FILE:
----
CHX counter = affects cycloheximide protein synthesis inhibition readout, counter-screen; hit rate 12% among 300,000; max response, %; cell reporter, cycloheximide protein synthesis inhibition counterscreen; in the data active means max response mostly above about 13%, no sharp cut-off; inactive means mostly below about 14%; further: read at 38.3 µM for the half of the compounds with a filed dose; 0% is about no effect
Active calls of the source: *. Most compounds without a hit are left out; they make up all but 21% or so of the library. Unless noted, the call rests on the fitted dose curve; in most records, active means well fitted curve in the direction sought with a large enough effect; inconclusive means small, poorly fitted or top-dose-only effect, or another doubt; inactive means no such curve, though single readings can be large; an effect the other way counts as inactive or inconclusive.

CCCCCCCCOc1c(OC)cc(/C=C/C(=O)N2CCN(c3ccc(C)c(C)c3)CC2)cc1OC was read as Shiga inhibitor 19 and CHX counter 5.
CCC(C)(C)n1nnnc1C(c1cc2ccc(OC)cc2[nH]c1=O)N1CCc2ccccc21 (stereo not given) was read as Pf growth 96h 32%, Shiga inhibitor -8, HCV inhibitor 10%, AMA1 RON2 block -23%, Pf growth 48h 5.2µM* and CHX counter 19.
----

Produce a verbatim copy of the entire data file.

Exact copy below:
CHX counter = affects cycloheximide protein synthesis inhibition readout, counter-screen; hit rate 12% among 300,000; max response, %; cell reporter, cycloheximide protein synthesis inhibition counterscreen; in the data active means max response mostly above about 13%, no sharp cut-off; inactive means mostly below about 14%; further: read at 38.3 µM for the half of the compounds with a filed dose; 0% is about no effect
Active calls of the source: *. Most compounds without a hit are left out; they make up all but 21% or so of the library. Unless noted, the call rests on the fitted dose curve; in most records, active means well fitted curve in the direction sought with a large enough effect; inconclusive means small, poorly fitted or top-dose-only effect, or another doubt; inactive means no such curve, though single readings can be large; an effect the other way counts as inactive or inconclusive.

CCCCCCCCOc1c(OC)cc(/C=C/C(=O)N2CCN(c3ccc(C)c(C)c3)CC2)cc1OC was read as Shiga inhibitor 19 and CHX counter 5.
CCC(C)(C)n1nnnc1C(c1cc2ccc(OC)cc2[nH]c1=O)N1CCc2ccccc21 (stereo not given) was read as Pf growth 96h 32%, Shiga inhibitor -8, HCV inhibitor 10%, AMA1 RON2 block -23%, Pf growth 48h 5.2µM* and CHX counter 19.